From a qualitative perspective the band can't, at this stage of their careers, compete with some of the better heavy metal acts like Metallica or Accept or Iron Maiden, and they no long have their image as an artistic band to excuse their inadequacies in this department and fall back upon. Even when they attempt to invoke their erstwhile artistic credentials they do little to help them, at most manifesting themselves in a comparatively complex arrangement or facile, would-be-intellectual lyrics.
A few tracks are at least at a somewhat higher level than the others (not that they really stand out except under the closest scrutiny), like the mildly involving The Riches as well as Wrong Girl, complete with its incongruous bluesy riff (not that the song itself is the least bit bluesy). Most of the material, however, is standard filler, drab metal with overly familiar riffs and archetypal inane angry vocals, precisely the type that the band professed to be above (not that it ever really was, for the most part).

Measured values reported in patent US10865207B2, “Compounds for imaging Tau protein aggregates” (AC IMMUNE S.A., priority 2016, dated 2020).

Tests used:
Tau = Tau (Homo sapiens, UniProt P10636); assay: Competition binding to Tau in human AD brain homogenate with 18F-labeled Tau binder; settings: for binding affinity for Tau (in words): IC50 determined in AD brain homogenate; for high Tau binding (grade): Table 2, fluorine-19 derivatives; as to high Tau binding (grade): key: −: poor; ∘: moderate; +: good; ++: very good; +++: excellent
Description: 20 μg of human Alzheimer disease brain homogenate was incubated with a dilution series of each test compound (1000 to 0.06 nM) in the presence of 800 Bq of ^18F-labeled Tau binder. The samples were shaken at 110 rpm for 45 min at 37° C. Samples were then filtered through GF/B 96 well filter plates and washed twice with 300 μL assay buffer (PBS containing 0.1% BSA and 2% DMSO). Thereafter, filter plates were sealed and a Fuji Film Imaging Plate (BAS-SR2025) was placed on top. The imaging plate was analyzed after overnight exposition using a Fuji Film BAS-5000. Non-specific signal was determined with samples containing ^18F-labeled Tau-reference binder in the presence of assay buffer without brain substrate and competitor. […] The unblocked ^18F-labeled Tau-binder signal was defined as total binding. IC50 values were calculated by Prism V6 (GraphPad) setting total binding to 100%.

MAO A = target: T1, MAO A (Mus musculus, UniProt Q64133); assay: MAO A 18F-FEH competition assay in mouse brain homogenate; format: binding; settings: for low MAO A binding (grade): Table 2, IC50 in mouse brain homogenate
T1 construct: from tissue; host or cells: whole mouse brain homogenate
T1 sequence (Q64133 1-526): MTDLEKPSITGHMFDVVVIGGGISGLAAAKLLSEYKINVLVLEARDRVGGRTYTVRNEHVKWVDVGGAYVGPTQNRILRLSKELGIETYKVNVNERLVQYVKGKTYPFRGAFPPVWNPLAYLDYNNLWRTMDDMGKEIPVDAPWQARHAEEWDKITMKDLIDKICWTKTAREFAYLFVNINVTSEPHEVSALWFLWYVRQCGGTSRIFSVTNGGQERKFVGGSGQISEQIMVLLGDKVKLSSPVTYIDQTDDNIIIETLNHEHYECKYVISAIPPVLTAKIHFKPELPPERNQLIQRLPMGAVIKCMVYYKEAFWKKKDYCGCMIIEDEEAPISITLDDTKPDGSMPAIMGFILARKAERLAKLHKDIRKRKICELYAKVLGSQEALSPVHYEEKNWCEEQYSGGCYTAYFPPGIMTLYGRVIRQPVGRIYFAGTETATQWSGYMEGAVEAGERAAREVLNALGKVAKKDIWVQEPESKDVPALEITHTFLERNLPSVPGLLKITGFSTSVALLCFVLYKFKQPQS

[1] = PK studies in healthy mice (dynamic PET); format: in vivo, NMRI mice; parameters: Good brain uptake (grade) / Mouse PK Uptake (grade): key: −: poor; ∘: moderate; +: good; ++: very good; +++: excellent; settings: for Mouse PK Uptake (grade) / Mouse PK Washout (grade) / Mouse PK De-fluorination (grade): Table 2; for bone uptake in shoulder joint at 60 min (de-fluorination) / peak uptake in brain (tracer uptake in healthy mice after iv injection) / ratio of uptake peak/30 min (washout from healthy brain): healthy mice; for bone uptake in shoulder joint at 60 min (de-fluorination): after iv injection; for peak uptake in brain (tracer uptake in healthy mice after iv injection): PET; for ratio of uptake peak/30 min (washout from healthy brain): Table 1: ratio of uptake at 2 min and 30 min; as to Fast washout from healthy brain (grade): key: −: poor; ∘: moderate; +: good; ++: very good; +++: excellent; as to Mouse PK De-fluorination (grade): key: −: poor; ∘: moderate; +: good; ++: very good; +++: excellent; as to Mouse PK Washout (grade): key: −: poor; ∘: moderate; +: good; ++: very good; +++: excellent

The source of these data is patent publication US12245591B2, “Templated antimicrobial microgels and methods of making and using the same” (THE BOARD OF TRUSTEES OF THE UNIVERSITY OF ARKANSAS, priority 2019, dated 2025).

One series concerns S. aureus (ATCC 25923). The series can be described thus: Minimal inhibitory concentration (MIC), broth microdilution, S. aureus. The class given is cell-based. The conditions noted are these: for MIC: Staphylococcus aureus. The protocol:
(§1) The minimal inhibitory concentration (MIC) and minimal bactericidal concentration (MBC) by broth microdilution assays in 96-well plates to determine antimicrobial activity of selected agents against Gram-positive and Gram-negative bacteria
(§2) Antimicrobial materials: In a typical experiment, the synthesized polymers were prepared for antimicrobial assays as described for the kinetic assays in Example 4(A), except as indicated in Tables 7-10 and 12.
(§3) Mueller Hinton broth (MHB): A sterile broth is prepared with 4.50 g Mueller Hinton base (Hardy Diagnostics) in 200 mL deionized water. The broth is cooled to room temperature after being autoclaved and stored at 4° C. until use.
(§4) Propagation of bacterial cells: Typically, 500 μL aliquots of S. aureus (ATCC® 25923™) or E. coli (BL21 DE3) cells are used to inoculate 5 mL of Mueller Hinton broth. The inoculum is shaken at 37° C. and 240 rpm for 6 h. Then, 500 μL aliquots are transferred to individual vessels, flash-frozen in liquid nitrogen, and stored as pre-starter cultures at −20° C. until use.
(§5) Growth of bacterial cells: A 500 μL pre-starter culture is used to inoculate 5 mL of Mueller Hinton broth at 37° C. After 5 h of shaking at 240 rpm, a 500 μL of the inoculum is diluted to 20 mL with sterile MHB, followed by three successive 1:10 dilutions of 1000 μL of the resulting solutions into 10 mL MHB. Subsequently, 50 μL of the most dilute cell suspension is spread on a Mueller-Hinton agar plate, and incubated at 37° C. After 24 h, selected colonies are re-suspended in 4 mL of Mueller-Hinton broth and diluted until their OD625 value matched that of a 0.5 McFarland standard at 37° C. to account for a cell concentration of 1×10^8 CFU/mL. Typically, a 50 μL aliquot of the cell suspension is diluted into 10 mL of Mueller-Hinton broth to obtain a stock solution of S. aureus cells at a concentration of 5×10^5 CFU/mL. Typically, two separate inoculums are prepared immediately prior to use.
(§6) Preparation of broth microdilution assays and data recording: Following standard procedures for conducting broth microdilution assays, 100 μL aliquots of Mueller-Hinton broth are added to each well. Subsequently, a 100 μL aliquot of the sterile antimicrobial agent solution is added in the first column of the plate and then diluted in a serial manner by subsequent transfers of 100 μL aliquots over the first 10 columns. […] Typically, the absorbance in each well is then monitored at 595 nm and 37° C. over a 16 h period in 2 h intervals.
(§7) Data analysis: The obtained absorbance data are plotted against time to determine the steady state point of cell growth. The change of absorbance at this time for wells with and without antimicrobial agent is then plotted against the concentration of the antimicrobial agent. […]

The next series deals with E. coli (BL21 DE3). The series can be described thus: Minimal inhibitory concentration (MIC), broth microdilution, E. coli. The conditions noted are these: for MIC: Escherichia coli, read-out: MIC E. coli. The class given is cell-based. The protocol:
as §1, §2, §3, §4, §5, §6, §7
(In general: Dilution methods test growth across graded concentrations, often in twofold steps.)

Thus, if Strays is indeed the final Jane's Addiction album then they went out on a rather dreary note. Their finest effort, Ritual De Lo Habitual, would have made for an immeasurably better swansong, but fans seldom get what they want from rock groups in this regard, and far too many bands simply embarrassed themselves with their final outings.
So for the time being Jane's Addiction's fans are left with this pile of mediocrity as the band's swansong. The tracks aren't even that offensive, simply consummately tedious, a parade of indistinguishable heavy metal song after indistinguishable heavy metal song. A cadre of generic heavy metal performers is the last thing that Jane's Addiction would ever want to be remembered as, yet as all of their defining traits evaporated that's precisely what they've become.